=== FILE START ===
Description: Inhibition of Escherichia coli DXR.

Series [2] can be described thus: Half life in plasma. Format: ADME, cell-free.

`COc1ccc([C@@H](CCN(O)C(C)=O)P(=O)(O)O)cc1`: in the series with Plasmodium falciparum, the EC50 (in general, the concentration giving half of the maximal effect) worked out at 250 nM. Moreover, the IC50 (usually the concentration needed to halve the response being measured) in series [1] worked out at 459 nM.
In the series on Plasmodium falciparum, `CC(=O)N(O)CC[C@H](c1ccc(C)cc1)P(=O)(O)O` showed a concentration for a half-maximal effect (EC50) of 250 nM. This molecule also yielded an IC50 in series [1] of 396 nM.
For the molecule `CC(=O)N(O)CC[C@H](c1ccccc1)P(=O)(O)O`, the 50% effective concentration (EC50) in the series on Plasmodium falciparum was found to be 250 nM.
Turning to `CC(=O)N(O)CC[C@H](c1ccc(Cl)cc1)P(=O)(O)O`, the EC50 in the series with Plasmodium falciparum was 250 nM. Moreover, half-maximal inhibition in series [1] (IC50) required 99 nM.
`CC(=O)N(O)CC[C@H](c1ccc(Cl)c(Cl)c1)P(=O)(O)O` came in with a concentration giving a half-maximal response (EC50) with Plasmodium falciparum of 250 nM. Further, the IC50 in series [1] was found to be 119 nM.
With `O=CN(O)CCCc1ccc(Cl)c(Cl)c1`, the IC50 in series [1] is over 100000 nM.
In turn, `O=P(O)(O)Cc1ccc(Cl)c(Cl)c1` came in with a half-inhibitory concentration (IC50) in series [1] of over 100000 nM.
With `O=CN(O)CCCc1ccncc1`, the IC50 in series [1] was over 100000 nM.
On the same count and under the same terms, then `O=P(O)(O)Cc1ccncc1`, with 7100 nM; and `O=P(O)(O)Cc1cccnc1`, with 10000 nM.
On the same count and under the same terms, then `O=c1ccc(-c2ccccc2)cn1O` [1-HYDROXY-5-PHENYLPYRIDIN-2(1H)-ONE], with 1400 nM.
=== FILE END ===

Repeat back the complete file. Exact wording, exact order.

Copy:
Description: Inhibition of Escherichia coli DXR.

Series [2] can be described thus: Half life in plasma. Format: ADME, cell-free.

`COc1ccc([C@@H](CCN(O)C(C)=O)P(=O)(O)O)cc1`: in the series with Plasmodium falciparum, the EC50 (in general, the concentration giving half of the maximal effect) worked out at 250 nM. Moreover, the IC50 (usually the concentration needed to halve the response being measured) in series [1] worked out at 459 nM.
In the series on Plasmodium falciparum, `CC(=O)N(O)CC[C@H](c1ccc(C)cc1)P(=O)(O)O` showed a concentration for a half-maximal effect (EC50) of 250 nM. This molecule also yielded an IC50 in series [1] of 396 nM.
For the molecule `CC(=O)N(O)CC[C@H](c1ccccc1)P(=O)(O)O`, the 50% effective concentration (EC50) in the series on Plasmodium falciparum was found to be 250 nM.
Turning to `CC(=O)N(O)CC[C@H](c1ccc(Cl)cc1)P(=O)(O)O`, the EC50 in the series with Plasmodium falciparum was 250 nM. Moreover, half-maximal inhibition in series [1] (IC50) required 99 nM.
`CC(=O)N(O)CC[C@H](c1ccc(Cl)c(Cl)c1)P(=O)(O)O` came in with a concentration giving a half-maximal response (EC50) with Plasmodium falciparum of 250 nM. Further, the IC50 in series [1] was found to be 119 nM.
With `O=CN(O)CCCc1ccc(Cl)c(Cl)c1`, the IC50 in series [1] is over 100000 nM.
In turn, `O=P(O)(O)Cc1ccc(Cl)c(Cl)c1` came in with a half-inhibitory concentration (IC50) in series [1] of over 100000 nM.
With `O=CN(O)CCCc1ccncc1`, the IC50 in series [1] was over 100000 nM.
On the same count and under the same terms, then `O=P(O)(O)Cc1ccncc1`, with 7100 nM; and `O=P(O)(O)Cc1cccnc1`, with 10000 nM.
On the same count and under the same terms, then `O=c1ccc(-c2ccccc2)cn1O` [1-HYDROXY-5-PHENYLPYRIDIN-2(1H)-ONE], with 1400 nM.